Infrastructure investors willing to allocate more capital to Emerging Markets (EM) are faced with a dearth of identified investable projects.  You managed to fully load your first Africa fund in just 4 years where others are still struggling to find the right opportunities : How did you do it?
Emerging markets, Africa in particular, have tremendous needs.  The question is not to identify projects but to bring them to a stage where they are investable.  One of the key drivers to solve the infrastructure gap in Africa lies in project development expertise.  Let me share with you our approach in that respect.

(1) Which market to enter?  We developed a methodology to assess the countries’ resilience, not only in term of macroeconomic fundamentals but also in terms of Governance: public services institutions and capability to channel and engage with private capital.  Through a tier-down approach, we could prioritize countries with a clear agenda and a political will to procure projects through a clear-country SDG plan.

(2) Which partners and type of projects?  It is not only critical to set strategic partnerships with governments and local Sovereign Wealth Funds (SWFs) to co-develop projects but, also, to rely on some of our industrial partners with strong footprints in Africa.  As for projects, they should always be essential to the local economies and create a sustainable impact.  All of this will help to further de-risk projects and make them investable.

(3) Having the right risk assessment and impact framework.  Our natural expertise of developer led us to take the leadership on Environmental & Social (E&S) assessment, engaging with the communities and local stakeholders while applying IFC E&S standards.  We also specifically developed a UN SDG impact measurement methodology. This contributed to change the perception on private/foreign investor.  We also apply the highest standards for integrity checks.  And, finally, developing projects in Africa is resource-intensive, especially when you have a pan-African strategy, so, it is key to identify, hire and train local talents to build up the team.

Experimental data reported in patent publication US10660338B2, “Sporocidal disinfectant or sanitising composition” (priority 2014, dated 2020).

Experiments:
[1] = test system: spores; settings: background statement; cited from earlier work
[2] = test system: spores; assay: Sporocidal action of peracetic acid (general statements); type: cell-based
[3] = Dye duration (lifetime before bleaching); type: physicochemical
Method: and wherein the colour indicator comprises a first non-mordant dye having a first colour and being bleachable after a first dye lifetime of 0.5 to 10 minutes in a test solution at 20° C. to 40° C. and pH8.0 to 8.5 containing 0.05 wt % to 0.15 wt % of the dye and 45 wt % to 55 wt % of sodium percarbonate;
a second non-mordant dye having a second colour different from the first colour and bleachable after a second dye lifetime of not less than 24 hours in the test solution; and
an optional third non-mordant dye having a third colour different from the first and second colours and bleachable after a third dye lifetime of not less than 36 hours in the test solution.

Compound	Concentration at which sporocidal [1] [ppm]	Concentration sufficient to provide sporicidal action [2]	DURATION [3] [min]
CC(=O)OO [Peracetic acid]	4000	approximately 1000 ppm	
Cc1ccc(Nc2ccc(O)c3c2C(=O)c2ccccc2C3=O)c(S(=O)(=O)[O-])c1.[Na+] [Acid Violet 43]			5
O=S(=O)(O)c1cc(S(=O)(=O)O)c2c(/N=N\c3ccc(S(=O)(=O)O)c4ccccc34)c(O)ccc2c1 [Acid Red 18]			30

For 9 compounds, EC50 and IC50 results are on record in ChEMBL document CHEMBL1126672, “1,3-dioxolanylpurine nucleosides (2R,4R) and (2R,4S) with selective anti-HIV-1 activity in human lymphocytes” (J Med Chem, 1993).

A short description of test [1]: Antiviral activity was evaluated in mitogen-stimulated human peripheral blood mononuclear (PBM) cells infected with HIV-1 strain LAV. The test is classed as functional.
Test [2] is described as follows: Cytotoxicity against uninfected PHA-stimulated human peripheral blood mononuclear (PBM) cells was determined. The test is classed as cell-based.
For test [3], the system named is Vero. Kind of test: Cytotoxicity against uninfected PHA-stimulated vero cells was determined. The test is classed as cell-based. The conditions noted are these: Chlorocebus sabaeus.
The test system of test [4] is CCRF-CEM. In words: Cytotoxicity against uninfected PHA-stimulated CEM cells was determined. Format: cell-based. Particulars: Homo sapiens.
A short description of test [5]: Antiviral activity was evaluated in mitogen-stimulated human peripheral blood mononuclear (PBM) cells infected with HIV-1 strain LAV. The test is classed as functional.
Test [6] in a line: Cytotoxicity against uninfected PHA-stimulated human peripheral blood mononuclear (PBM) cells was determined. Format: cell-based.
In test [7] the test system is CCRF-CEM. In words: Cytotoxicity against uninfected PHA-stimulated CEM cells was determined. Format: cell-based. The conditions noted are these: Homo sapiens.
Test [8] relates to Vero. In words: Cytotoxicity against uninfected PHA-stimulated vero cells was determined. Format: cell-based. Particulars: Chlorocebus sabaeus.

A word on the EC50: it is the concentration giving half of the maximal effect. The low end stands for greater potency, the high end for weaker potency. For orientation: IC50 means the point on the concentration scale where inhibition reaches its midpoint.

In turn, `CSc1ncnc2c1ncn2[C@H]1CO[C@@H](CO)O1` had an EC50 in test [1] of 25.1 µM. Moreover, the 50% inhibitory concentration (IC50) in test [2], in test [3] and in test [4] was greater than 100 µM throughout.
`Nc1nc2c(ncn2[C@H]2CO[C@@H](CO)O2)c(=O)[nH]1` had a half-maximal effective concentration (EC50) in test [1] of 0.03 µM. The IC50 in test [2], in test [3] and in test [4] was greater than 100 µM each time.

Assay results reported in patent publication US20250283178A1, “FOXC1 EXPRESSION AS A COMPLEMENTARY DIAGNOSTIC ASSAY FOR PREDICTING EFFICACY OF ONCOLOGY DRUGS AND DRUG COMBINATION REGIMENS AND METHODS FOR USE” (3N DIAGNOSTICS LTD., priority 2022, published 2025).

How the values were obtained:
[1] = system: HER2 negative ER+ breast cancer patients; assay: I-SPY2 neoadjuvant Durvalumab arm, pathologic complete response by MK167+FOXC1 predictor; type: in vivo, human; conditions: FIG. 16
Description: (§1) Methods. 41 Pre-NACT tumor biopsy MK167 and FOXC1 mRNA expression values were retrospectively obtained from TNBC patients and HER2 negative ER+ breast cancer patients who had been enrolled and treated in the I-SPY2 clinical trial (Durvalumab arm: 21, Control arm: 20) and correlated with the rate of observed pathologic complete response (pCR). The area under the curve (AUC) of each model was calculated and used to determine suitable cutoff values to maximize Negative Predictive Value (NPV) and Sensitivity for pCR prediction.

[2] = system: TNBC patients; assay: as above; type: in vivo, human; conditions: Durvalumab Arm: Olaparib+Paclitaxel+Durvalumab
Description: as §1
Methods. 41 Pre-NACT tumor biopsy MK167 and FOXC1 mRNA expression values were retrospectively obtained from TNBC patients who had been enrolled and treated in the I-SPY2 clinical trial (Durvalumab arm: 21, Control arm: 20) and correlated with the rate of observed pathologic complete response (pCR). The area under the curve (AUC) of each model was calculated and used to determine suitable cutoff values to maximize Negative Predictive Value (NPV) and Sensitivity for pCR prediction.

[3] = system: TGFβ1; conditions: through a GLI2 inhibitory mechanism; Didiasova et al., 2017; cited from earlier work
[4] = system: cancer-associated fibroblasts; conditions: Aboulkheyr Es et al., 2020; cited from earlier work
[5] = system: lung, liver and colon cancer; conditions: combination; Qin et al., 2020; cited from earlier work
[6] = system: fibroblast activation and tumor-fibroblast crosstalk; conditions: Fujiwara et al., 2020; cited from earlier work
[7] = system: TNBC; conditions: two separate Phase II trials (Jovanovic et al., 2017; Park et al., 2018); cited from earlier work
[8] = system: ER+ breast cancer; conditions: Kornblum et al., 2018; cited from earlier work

(4) Invest in people.  We developed a strong local presence in all emerging markets where we operate ranging from Eurasia – covered from Istanbul and Amman – to  Africa where we have put together a significant team with 2 offices (Dakar and Addis Ababa) where our African leadership is located.  This has been a significant investment for Meridiam and it paid off.

There is still a perception that investing in EM is, by  nature, significantly riskier and should then command higher returns (“risk premium”) than for comparable projects in advanced OECD economies.  What is your view, based on your track  record?  Why the gap  between risk perception and the reality?
Actually, the reality of project finance default in Africa, as per Moody’s report, demonstrates that Africa still has one of the lowest default rate observed over the past few decades across all regions of the world (including. OECD markets).  An explanation could be that projects in Africa are usually over-structured with a lot of de-risking mechanisms (e.g., political risk insurance by some DFI, DFI lenders, stringent risk assessment framework mentioned above, etc.).  The willingness of public authorities, their capability to procure or work to procure projects, the essentiality of the projects and the de-risking mechanisms in place available, provided by the DFIS, are not necessarily reflected in that “expected” country risk premium.  Our conclusion is that the additional equity premium compared to OECD similar projects does not exceed 500bp in the countries that we currently operate in.

What  is in your view the main issue limiting supply of investable projects in EM: lack of capacity on public side, Governance, political risk, lack of local financing  actors…?
We often witness limited public sector capacity (financial and human resources), governance/policy uncertainty including a weak regulatory environment, narrow financial markets/local financing actors with fragile underlying currencies, even if the role played by the Development Financial Institutions enables to bridge part of the gap.